The Basilica of Saint John Lateran (Basilica di San Giovanni in Laterano) is the Cathedral of Rome. Until the Pope came back from Avignon and took up abode in Saint Peter’s Basilica, it was the most important Christian church in the world. The original church was built by Constantine, who was the first Christian emperor.
Saint John Lateran Basilica Rome
Address, Opening Hours and Admission
The address of the Basilica of Saint John in Lateran is Piazza di San Giovanni in Laterano – Rome (tel. +39 0669886493). Opening times: 07.00 till 18.45. Admission: Free. The cloister is open from 09.00 till 18.00 and the museum from 10.00 till 17.30. Entrance to the cloister is 5 Euros (free with the Omnia Card, which also gives you fast access to the basilica). Note that, being one of the most important churches in Rome, your bags will be checked before you enter the church.
Already in 314 a basilica was erected in the same spot, on land that at the time belonged to the Laterani family, which also gave its name to the entire area. The current basilica follows the floor plan of the original one, which had been commissioned by the emperor Constantine.
The reason it was built so far from the then center of Rome is that, although Constantine himself was a big supporter of Christianity, most of his contemporaries were not and he did not want to antagonize his people too much by building an enormous Christian church in the city center.
For almost one thousand years Saint John in Lateran used to be the Pope’s residence, the center of his power and the most important Christian church from the moment it was constructed until the Pope moved his seat to Avignon.
The basilica of Saint John in Lateran consists of five naves.
In the course of the centuries the basilica underwent many restorations, sometimes to repair damages, often in honor of a Jubilee.
The Loggia delle Benedizioni was created for the 1300 Jubilee, while Francesco Borromini was commissioned by Pope Innocent X Pamphili to reconstruct the interior of the Basilica.
Borromini remodelled the interior between the years 1645 and 1650 and later also redesigned the floor. He had also wanted to redo the 16th century ceiling, with the 12 aediculas hosting 12 statues of the Apostles and decorated with a dove, the symbol of the Pamphilj family, but in the end it was left intact.
It was Borromini‘s idea to place the funerary monuments in the side naves, between the chapels and on the inner side of the pillars.
The facade was designed by Alessandro Galilei and was erected between 1732 and 1735. The work was ordered by Pope Clement XII Corsini. It consists of a row of pillars and Corinthian semi-columns, a central tympanum and a balustrade with 15 statues of a.o. Christ and Saint John the Baptist. Pope Clement had the Corsini coat of arms as well as an inscription honouring Pope Clement placed on the facade.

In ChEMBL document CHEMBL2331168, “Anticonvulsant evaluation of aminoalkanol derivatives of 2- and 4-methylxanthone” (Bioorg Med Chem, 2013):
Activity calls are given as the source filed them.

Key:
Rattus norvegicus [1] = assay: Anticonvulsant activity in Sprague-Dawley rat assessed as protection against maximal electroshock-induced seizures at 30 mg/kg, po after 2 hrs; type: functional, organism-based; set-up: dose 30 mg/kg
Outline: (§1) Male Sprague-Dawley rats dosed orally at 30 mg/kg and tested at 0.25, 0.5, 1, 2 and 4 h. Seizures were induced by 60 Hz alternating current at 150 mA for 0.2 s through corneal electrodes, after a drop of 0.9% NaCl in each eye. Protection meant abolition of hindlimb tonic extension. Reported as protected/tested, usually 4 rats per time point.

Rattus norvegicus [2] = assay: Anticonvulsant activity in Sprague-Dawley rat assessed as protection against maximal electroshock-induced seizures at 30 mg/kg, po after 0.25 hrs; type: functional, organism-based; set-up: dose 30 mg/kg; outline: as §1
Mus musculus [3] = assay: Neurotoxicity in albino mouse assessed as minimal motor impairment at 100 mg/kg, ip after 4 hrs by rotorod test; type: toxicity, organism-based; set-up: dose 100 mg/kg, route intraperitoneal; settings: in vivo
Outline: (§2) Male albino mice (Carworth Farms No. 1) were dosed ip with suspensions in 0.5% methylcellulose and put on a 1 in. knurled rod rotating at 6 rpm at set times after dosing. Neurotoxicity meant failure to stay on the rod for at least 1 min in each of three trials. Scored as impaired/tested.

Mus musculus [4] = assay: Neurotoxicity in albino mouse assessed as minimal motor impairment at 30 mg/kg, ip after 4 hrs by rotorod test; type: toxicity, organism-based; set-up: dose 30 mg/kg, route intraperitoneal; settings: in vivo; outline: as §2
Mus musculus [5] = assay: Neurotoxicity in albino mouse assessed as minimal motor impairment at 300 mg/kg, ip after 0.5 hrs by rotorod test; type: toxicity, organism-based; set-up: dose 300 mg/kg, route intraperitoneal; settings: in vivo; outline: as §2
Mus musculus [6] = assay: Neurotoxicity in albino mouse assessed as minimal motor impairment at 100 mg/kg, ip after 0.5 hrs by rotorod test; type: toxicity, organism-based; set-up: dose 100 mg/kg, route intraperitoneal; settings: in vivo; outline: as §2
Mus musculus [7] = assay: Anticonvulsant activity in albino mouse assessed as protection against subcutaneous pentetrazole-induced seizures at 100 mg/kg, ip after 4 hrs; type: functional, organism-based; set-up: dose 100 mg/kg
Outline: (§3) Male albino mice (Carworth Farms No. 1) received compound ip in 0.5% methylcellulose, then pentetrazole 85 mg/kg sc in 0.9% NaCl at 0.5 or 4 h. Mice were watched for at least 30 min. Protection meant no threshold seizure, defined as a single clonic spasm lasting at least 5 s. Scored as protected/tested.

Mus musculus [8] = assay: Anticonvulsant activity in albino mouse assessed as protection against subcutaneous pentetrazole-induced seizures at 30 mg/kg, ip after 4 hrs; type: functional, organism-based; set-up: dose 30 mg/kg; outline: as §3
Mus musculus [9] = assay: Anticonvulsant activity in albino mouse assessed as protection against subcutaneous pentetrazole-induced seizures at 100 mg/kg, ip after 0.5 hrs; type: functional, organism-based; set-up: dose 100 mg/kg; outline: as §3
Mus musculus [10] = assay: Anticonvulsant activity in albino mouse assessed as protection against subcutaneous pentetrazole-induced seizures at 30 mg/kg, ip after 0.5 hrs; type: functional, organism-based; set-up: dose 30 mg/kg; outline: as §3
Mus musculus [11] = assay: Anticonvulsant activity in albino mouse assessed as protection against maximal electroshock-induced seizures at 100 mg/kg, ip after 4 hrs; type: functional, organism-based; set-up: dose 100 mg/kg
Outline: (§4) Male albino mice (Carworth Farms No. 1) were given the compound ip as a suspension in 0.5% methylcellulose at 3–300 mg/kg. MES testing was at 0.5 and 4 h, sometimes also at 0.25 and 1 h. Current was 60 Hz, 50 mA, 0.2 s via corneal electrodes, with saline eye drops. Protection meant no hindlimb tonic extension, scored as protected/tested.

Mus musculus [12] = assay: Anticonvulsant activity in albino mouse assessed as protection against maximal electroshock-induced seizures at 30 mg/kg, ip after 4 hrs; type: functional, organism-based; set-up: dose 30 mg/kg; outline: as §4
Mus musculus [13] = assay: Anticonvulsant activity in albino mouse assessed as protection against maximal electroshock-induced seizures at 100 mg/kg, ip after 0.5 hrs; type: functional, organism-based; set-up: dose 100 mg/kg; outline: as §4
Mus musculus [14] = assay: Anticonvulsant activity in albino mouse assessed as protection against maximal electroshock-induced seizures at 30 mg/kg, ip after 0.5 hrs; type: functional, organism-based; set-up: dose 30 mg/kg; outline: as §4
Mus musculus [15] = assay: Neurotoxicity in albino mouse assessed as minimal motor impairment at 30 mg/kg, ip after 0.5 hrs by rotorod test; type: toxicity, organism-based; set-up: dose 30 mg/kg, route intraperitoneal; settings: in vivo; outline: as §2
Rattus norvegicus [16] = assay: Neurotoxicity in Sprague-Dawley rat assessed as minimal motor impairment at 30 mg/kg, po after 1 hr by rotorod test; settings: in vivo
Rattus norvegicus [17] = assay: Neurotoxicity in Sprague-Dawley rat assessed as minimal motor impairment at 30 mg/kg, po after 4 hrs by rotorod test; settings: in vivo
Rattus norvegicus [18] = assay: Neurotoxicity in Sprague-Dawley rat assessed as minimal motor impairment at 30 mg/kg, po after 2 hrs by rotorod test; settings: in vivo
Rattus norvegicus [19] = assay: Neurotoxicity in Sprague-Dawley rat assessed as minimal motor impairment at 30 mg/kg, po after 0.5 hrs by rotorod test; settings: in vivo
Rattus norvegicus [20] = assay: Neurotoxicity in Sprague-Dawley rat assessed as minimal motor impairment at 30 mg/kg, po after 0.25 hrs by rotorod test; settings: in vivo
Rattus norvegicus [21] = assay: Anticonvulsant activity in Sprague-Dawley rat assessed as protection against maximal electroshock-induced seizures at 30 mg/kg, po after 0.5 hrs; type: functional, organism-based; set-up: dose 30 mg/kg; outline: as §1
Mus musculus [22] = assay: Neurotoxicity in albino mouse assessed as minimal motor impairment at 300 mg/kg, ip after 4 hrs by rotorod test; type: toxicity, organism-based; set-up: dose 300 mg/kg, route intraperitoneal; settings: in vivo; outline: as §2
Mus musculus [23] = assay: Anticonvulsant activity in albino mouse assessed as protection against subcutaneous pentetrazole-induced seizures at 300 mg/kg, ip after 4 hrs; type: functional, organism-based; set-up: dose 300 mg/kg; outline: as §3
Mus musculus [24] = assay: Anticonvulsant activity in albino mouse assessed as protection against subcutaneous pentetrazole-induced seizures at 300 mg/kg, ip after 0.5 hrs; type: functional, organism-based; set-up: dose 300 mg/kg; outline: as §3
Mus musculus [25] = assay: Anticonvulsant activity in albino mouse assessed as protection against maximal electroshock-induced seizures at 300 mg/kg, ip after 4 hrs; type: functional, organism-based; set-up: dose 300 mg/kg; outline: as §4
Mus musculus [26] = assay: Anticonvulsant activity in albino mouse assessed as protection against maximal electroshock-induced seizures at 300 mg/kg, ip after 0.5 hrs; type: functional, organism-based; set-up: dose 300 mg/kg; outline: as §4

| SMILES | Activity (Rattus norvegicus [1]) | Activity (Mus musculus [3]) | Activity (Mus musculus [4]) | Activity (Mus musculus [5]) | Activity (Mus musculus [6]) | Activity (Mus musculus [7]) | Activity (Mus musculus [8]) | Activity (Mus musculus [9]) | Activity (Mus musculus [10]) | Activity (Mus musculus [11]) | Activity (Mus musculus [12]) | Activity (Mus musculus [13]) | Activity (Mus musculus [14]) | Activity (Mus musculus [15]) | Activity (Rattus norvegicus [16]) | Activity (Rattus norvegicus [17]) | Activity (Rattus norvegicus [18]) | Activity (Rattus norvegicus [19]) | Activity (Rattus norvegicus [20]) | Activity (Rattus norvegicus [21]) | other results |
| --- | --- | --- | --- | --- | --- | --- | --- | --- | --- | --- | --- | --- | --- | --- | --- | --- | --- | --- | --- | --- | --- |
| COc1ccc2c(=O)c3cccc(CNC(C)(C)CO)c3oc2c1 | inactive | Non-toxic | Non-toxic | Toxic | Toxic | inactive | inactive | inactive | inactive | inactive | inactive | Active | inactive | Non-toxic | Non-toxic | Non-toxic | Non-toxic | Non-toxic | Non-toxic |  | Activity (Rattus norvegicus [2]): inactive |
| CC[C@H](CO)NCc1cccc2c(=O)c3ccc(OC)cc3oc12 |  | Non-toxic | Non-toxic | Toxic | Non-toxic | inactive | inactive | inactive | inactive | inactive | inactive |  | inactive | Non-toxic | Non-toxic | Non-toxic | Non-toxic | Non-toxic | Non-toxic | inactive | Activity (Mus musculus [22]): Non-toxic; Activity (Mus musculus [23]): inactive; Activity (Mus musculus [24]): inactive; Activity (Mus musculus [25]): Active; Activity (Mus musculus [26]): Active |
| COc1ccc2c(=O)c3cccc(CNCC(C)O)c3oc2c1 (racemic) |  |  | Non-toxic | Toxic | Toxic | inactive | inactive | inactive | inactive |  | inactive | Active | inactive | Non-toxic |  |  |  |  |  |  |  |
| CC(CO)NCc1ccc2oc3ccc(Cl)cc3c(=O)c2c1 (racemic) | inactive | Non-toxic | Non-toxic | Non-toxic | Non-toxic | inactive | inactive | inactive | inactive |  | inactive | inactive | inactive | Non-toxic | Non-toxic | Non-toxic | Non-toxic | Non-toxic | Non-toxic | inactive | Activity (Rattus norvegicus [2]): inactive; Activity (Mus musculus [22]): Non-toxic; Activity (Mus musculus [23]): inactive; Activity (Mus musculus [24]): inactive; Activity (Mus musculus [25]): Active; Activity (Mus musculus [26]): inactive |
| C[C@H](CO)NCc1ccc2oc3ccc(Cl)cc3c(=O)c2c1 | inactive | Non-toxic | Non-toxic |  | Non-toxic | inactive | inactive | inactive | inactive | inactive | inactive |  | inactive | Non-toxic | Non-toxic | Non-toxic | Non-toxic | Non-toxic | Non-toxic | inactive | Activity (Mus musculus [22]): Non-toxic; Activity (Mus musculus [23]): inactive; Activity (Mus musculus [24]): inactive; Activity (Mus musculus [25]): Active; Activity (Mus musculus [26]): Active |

The presbytery and apse were redone in the end of the 19th century.
The portico is embellished with reliefs showing scenes from the life of Saint John the Baptist. The statue of Constantine was originally found in the baths on the Quirinal Hill.
The wings on the central door originally decorated the Curia in the Roman Forum.
The Holy Door (only to be opened during Jubilee years) is the last one on the right.
Works of art in San Giovanni in Laterano
The mosaic in the apse was made by Jacopo Torriti and commissioned by Nicholas IV. The present mosaic is a copy of the original and was done by Vespignani.
The Loggia delle Benedizioni: The Loggia of the Blessings, commissioned by Boniface VIII, was constructed for the 1300 Jubilee. The present loggia is a result of a late 16th century restructuring by Sixtus V however.
There are 15th century frescoes by Gentile da Fabriano and Pisanello.
The transept was decorated by Clement VIII (1600).
The stucco reliefs are by Alessandro Algardi.
Giovanni di Stefano made the tabernacle at the end of the nave. Beneath it is the papal altar. Here only the Pope himself is allowed to serve mass.
The tomb of Pope Martin V was made by Simone Ghini.
Cavalier d’Arpino, Cesare Nebbia, Orazio Gentileschi, and Giovanni Baglione are some of the 16th century mannerist painters whose work can be found in the transept.
The fresco fragment in the right middle nave was originally part of the Loggia delle Benedizioni.
The far left nave shows a copy of a lying statue by Arnolfo di Cambio. (Its original can be found in the cloister.)
The mosaics in the Chapel of St. Venantius include the figure of St. Venantius himself.
Apart from the basilica itself it is well worth visiting both the cloister, which holds pieces of the original basilica, and the museum (which displays vestments, altar cloths and holy vessels). The entrance fee to the cloister is 5 Euros.
Underneath the Basilica
Six meters underneath the floor of the basilica there are ruins that partially belong to the 1st century estate of the Laterano family and partially to the 2nd century Castro Nova Equitum, the barracks of a horse brigade. The brigade, which had supported Maxentius, was dissolved after Contantine had defeated his enemy and the barracks were destroyed, its walls to be used as a foundation for the Saint John in Lateran Basilica.
According to an ancient legend, on the night between June 23rd and 24th a Witches’ Sabbath used to be held near the Basilica of St. John Lateran. One of the ways Romans protected themselves from its evil was by having snails for dinner that night.
The official name of the church is Arcibasilica Papale e Cattedrale del Santissimo Salvatore e dei Santi Giovanni Battista ed Evangelista in Laterano, which would mean so much as “Patriarchal Arcibasilica and Cathedral of the Holy Saviour and of the Saints John the Baptist and the Evangelist in Lateran”. It is also know as “Mother of All Churches” and Basilica Costantiniana.